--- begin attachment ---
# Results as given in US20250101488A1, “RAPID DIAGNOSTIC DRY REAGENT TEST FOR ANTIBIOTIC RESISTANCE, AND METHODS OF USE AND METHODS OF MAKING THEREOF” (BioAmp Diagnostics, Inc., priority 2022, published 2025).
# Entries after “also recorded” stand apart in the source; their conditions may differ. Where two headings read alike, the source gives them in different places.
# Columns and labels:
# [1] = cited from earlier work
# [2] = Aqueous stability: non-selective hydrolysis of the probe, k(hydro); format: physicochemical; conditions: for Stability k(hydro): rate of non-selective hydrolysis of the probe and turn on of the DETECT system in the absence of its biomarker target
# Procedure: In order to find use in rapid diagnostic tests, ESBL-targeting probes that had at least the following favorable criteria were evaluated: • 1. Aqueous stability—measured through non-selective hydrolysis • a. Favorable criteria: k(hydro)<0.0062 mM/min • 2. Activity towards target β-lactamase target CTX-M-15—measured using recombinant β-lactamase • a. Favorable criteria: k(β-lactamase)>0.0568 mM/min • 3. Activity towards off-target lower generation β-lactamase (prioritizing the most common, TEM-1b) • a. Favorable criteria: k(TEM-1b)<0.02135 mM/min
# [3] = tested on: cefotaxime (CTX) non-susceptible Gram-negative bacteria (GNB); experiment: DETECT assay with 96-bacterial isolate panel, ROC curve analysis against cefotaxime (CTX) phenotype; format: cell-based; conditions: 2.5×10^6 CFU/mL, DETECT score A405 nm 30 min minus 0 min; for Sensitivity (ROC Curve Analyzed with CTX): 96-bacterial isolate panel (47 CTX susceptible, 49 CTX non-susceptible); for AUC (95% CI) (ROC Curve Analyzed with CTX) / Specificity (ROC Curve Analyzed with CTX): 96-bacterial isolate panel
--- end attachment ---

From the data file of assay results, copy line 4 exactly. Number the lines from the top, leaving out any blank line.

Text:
# [1] = cited from earlier work